A recent lawsuit has been filed against Meta Platforms Inc., the parent company of Facebook, by authors Richard Kadrey, Sarah Silverman, and Christopher Golden. The lawsuit alleges that Meta used their copyrighted works without permission to train its latest artificial intelligence tool, LLaMA. The authors claim that the model’s training involved copying extensive amounts of text from various sources, which they assert has financially benefited Meta.
A clash of views on copyright and LLaMA AI tool
In a recent court filing, the authors provided several reasons for their allegations. They assert that Meta has benefited financially from the use of their works in training LLaMA. According to the authors, Meta extracted information from their books for LLaMA’s training without obtaining prior consent. Also, they argue that Meta should bear responsibility for enabling others to use LLaMA for their creative works, contending that their materials will influence all future creations using the AI tool.
Meta has a different perspective on the matter. The tech giant argues that copyright law doesn’t extend to facts or the way information is structured within books. Meta countered the allegations by emphasizing that, according to their perspective, the content in question constituted an infinitesimal fraction of the entire training dataset. They underscored that the authors’ books represented an incredibly minute portion of the training data.
Fair use comparison to Google’s search tool
Meta draws a parallel between its use of texts to train LLaMA and Google’s utilization of books for its search tool. Citing the case of Authors Guild v. Google, Inc., which ruled that Google’s practice constituted fair use, Meta asserts that its actions are legally sound.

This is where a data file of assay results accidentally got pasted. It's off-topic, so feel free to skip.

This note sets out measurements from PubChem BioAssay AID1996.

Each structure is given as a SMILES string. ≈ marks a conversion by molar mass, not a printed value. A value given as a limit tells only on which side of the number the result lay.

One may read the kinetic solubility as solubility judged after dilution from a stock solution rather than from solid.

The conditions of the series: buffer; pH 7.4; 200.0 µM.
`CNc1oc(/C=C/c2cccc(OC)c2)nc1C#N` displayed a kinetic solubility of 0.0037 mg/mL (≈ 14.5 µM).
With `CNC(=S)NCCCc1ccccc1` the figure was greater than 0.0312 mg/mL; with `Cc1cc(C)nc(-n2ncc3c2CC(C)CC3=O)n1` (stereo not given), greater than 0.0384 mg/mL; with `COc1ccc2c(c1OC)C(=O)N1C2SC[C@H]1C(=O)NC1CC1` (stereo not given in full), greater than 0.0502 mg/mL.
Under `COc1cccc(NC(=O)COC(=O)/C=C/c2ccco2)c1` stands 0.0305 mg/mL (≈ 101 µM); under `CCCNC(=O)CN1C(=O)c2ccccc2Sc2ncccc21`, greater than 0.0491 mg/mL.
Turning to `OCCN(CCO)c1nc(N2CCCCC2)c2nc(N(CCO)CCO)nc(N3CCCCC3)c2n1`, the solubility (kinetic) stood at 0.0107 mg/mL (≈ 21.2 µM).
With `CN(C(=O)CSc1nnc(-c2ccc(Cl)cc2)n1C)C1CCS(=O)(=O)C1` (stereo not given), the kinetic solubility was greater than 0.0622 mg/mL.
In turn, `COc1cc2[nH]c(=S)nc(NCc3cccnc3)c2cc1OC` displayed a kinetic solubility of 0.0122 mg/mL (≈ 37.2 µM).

In further support of its position, Meta invites those interested in understanding LLaMA’s training process to review its publicly available research paper. Also, the company announces that LLaMA will be accessible to academic researchers and individuals affiliated with government, civil society, and academia, albeit for study, research, and development purposes.
Staying informed about AI risks
As disputes and ethical concerns surrounding AI continue to emerge, intellectual property lawyer Jennifer Maisel offers valuable advice to users. She suggests that individuals exercise caution before using output from generative AI tools. Maisel emphasizes the importance of carefully examining agreements with software providers to identify any warranties regarding the content used for generative AI training. This proactive approach can help prevent third-party copyright infringement claims.
Meanwhile, billionaire investor Ray Dalio predicts significant disruptions in the job market within the next five years due to AI advancements. He anticipates that AI will contribute substantially to improvements in productivity, education, and healthcare. Dalio even envisions the possibility of a three-day workweek becoming a reality, thanks to the transformative potential of artificial intelligence.
In the midst of these legal battles and discussions surrounding AI, the question of whether the use of copyrighted materials for training such AI models falls under fair use remains a topic of contention. Authors like Richard Kadrey, Sarah Silverman, and Christopher Golden argue that their creative works have been exploited for financial gain, while Meta maintains that its practices align with established legal precedents. As AI technology continues to evolve, the boundaries of copyright law and fair use will undoubtedly be challenged in the courtroom and in public discourse.